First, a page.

- Movements are made most clear when compared to the status quo or to movements that work to push the other direction.
Movements do less well when compared to other movements with similar goals. Instead of beating them, join them.
- Exclude outsiders.
Exclusion is an extremely powerful force for loyalty and attention. Who isn’t part of your movement matters almost as much as who is.
Tearing others down is never as helpful to a movement as building your followers up.
That Building Down the Street
I think it is a boat club, but perhaps it’s a political party or even a corporate headquarters. It might even be a franchise business or a local nonprofit. All I know is that there’s a tribe working overtime to maintain the status quo.
The congregation shows up every week and does the same ritual it did last week, goes through the same motions and nothing changes. In fact, nothing changes precisely because of the ritual. The tribe exists, apparently, to stamp out change.
The customer service staff shows up and follows the handbook and treats every customer exactly the same and can’t figure out why they’re being disrespected in return.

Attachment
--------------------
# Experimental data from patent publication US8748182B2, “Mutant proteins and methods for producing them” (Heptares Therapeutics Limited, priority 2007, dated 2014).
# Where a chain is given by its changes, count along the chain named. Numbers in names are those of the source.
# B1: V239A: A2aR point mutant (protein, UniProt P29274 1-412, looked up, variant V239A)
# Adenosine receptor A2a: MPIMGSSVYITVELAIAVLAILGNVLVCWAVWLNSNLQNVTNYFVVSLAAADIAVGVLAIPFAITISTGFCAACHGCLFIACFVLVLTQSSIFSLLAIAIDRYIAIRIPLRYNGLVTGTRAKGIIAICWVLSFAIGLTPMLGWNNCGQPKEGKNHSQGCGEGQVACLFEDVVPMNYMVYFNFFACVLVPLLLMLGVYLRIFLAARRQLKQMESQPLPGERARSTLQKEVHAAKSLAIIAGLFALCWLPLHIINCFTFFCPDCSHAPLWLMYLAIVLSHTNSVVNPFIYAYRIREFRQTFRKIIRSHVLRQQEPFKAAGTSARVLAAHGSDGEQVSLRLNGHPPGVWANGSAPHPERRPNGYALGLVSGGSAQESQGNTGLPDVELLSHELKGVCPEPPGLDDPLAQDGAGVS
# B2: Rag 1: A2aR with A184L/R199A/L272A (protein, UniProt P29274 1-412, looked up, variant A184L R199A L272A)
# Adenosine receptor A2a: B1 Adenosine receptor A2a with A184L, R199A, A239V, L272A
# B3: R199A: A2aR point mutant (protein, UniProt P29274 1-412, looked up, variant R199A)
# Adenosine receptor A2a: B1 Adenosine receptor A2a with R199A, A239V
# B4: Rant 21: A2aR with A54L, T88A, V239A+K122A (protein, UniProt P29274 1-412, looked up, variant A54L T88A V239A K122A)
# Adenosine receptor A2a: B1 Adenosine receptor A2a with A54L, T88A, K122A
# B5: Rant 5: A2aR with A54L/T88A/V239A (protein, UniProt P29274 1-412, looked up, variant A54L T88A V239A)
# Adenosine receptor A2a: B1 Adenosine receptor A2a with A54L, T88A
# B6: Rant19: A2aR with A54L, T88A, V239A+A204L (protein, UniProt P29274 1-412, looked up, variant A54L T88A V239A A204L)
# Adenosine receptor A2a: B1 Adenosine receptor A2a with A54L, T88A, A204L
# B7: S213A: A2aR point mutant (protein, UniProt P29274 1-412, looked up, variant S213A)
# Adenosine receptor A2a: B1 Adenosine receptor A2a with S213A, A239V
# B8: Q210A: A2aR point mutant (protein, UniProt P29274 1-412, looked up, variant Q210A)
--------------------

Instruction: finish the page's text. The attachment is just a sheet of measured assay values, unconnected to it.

The volunteers go through the motions of supporting the nonprofit, but they’re the same motions they’ve always gone through and they’re getting the same results they’ve always gotten.
Some tribes are engaged in change. Many are not. And it doesn’t matter whether it’s a church or a corporation, the symptoms are the same. The religion gets in the way of the faith. Static gets in the way of motion. Rules get in the way of principle.
People show up because they have to, not because they want to. Desire is defeated by fear, and the status quo calcifies, leading to the long slow death of the stalled organization.
It’s so sad to watch and it’s so common.
Leadership is the antidote, and it works in every building if you let it.
Every Tribe Is a Media Channel
TIME magazine is a media channel. So are CNN and Yahoo. The advantage of traditional media channels is that they’re available for rent. Send in some money and buy some time. The time gets you eyeballs or possibly even attention. And that attention might lead to sales.
Google realized that every search (more than a billion a day) is a media channel as well. And they’ve profited by selling those channels one click at a time.
Tribes are different.
Tribes are the most effective media channels ever, but they’re not for sale or for rent. Tribes don’t do what you want; they do what they want. Which is why joining and leading a tribe is such a powerful marketing investment.